Outgoing chairman Alan Greenspan was an outspoken advocate of IT. In a time when mainstream business leaders are skeptical of the value of IT, Ben Bernanke, named as Greenspan's possible successor, sees IT as a valuable investment when done right.
Ben Bernanke, whom President Bush on Monday nominated to replace Federal Reserve Chairman Alan Greenspan, has made the case that how information technology gets put to use is every bit as important as whether it gets bought.
Bernanke, in a speech at the University of Arkansas in February, laid out in considerable detail his thinking on information and communication technology's role in improving worker productivity. Looking at how much companies invest in IT software and hardware isn't enough, Bernanke said, since the investment in research and development, training, and organizational redesign are important and may be just as costly.
In fact, the time and expense learning how to use IT might partly explain why there seems to be a lag from when IT spending rises and productivity gains show up in the economy. "For example, to realize the benefits of its [information and communications technology] investments, Wal-Mart had to reorganize work assignments, retrain workers, develop new relationships with suppliers, and modify its management systems," he said.
Under Federal Reserve Chairman Alan Greenspan, who's term ends Jan. 31, information technology's role in the economy was often under the spotlight. Greenspan generally has been a big believer in IT's ability to help companies improve worker productivity. Those productivity gains in turn helped shape the "new economy" thinking that the U.S. economy could grow at faster rates than in the past without triggering the same inflationary pressures (as well as other factors, such as unprecedented global competition holding down prices.) So what Bernanke thinks about IT and its role in productivity is sure to be one key element to his leadership in one of the world's most-powerful economic positions.
Bernanke appears to think there's more value for U.S. companies to wring from IT. "The productivity optimists have a good case," Bernanke said in February. Many of IT's productivity benefits haven't spread widely through the economy, including to smaller companies and those that haven't adopted the latest technology. He acknowledged that the cost of computing power isn't dropping as fast as in the late 1990s, and that there may not be the same pace of killer business app innovation today. "Even if the technological frontier advances more slowly during the next few years, further diffusion of the existing technologies and applications can continue to raise aggregate productivity," he said.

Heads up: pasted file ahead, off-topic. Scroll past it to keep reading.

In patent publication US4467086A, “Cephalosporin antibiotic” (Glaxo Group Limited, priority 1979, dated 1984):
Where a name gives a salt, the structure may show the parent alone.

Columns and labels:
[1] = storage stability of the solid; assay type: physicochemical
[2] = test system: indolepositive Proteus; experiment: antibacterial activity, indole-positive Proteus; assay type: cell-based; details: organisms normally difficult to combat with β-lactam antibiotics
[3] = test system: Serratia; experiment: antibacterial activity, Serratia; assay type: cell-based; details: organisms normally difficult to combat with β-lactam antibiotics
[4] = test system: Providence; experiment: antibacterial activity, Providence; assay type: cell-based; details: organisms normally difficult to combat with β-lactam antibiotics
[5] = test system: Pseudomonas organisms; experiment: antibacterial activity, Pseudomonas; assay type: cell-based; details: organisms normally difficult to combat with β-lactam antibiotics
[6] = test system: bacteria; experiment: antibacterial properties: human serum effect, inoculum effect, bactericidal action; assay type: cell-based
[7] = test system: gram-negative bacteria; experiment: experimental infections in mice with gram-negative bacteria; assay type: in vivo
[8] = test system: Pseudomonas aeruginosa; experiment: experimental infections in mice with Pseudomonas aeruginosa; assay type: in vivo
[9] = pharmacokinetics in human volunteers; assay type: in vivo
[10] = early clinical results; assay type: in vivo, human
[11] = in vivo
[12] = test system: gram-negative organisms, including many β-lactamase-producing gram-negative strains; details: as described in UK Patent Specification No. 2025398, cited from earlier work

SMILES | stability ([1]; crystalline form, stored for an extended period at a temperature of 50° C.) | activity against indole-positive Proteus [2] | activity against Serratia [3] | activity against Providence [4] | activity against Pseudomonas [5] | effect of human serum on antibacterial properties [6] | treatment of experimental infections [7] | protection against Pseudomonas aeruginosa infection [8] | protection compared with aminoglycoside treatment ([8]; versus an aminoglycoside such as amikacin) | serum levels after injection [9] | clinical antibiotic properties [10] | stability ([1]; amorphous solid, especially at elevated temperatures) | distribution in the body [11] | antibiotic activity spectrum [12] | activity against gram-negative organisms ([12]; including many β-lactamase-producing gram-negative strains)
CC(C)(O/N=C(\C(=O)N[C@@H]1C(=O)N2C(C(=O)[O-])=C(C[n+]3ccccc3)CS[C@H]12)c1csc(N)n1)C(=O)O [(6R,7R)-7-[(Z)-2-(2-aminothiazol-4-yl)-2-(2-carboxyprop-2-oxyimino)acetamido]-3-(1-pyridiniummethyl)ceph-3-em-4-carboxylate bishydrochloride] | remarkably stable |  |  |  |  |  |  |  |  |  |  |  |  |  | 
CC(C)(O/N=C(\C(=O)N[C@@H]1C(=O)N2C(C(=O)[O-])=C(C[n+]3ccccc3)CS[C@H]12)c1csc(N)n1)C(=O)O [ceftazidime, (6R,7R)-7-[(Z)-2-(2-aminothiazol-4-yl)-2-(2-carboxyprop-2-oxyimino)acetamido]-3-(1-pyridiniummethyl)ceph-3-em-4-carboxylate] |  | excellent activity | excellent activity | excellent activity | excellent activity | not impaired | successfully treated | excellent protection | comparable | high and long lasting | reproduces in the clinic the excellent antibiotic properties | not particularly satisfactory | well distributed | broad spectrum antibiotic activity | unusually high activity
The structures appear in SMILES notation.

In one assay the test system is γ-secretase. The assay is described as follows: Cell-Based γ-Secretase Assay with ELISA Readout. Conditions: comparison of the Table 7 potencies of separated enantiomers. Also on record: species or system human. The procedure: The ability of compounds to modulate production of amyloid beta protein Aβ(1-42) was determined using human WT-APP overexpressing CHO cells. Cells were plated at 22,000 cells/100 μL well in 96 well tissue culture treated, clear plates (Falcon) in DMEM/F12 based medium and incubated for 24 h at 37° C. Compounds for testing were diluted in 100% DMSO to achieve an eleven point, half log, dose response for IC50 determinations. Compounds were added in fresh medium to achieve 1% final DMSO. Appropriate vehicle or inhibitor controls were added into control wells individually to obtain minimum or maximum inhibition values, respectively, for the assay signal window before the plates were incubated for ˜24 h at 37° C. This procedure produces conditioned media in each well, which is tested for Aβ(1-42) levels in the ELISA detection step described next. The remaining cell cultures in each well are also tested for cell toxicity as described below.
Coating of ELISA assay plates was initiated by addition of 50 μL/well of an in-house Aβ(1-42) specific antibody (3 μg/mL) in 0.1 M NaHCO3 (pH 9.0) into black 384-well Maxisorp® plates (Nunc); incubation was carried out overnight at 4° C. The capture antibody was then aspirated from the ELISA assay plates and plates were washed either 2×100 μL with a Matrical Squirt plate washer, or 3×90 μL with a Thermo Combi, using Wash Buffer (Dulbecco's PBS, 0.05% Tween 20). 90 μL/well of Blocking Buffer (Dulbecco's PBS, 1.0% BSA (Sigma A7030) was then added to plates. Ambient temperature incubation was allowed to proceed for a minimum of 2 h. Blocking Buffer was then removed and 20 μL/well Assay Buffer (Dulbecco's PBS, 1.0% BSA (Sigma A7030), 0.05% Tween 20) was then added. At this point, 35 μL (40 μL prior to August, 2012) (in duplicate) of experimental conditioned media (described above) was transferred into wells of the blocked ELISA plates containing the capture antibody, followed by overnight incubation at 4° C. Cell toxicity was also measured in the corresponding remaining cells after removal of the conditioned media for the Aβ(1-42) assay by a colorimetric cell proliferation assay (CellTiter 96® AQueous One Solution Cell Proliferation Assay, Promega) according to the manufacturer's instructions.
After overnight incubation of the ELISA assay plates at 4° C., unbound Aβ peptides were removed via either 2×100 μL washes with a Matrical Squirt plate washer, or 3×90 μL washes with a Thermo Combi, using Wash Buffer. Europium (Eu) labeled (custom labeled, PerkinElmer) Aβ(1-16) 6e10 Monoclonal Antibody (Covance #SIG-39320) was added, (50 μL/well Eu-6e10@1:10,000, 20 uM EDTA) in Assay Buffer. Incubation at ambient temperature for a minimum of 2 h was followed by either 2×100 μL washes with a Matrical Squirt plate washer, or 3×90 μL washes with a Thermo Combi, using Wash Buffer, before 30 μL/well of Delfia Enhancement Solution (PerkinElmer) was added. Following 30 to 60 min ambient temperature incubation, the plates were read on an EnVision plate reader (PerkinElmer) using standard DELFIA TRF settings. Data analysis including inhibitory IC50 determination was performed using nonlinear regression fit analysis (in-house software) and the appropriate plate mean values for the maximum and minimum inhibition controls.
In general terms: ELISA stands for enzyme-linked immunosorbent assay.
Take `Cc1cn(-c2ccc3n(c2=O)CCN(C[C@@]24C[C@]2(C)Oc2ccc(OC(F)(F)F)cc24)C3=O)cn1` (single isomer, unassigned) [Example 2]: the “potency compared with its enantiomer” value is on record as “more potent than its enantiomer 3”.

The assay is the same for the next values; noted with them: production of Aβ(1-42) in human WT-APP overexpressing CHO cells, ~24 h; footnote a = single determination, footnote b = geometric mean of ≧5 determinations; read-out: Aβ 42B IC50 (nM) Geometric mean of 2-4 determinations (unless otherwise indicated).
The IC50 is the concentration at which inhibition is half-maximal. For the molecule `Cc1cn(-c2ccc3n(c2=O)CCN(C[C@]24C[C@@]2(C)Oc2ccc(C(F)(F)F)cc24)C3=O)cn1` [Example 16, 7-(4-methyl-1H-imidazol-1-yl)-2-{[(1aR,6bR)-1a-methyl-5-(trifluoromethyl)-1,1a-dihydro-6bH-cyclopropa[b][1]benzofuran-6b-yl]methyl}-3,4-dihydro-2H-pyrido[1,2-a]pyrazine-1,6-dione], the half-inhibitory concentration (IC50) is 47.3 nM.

Bernanke had been an economist teaching at Princeton University until 2002, when President Bush named him to the Federal Reserve's Board of Governors. Since June, he's been on Bush's Council of Economic Advisers.
Bernanke has also spoken directly to the topic of offshore outsourcing, in a March 2004 speech at Duke University. And, at least in March 2004, he didn't think dire predictions of large-scale U.S. job losses would materialize.
"Outsourcing abroad has proved profitable primarily for jobs that can be routinized and sharply defined," he said. "For the foreseeable future, most high-value work will require creative interaction among employees, interaction that is facilitated by physical proximity, personal contact, and shared cultural experiences. Moreover, in many fields, closeness to customers and knowledge of local conditions are also of great importance." He said this was particularly true of "high-value jobs."
He took the position that trade " in goods and services " increases a country's economic prospects, but acknowledged that the beneficiaries of new jobs often aren't the ones losing their jobs due to trade. So he encouraged policymakers to do more to help in that churn.
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